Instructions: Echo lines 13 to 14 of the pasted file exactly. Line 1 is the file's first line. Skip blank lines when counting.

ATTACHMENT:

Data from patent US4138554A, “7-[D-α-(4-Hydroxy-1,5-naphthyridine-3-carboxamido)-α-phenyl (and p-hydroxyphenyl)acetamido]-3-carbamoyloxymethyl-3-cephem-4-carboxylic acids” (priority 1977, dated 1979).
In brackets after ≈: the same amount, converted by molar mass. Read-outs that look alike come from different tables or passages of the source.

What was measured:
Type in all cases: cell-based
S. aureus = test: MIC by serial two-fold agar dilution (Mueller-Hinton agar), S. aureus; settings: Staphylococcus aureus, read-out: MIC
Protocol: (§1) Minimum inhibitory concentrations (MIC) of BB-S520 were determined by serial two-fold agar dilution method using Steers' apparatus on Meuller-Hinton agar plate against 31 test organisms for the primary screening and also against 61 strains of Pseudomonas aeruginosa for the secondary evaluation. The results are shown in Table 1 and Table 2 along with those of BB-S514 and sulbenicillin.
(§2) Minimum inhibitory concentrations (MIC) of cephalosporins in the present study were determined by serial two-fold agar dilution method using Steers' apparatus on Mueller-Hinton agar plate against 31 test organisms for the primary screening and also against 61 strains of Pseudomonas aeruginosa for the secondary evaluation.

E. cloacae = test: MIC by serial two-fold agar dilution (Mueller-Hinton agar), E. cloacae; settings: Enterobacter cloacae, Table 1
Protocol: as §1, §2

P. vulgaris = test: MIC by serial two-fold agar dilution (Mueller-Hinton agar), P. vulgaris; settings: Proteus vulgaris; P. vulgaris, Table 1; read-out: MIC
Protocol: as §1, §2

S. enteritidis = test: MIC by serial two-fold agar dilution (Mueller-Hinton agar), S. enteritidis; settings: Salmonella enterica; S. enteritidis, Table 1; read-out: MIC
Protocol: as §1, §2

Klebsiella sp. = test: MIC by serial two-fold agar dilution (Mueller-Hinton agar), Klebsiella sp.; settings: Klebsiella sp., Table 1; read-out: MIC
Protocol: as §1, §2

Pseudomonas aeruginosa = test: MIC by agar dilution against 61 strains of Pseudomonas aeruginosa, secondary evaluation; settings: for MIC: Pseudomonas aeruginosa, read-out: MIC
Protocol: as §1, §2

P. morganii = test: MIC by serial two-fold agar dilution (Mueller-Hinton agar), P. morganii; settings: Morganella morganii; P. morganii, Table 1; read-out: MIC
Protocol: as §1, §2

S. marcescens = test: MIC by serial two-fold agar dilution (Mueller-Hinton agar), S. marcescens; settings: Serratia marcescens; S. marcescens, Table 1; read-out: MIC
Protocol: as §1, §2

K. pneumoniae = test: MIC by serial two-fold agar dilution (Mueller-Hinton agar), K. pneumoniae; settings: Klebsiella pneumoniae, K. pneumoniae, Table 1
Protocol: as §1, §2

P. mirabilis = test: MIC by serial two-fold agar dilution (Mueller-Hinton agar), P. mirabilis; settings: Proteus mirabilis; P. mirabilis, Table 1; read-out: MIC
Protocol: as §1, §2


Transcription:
Protocol: as §1, §2

Klebsiella sp. = test: MIC by serial two-fold agar dilution (Mueller-Hinton agar), Klebsiella sp.; settings: Klebsiella sp., Table 1; read-out: MIC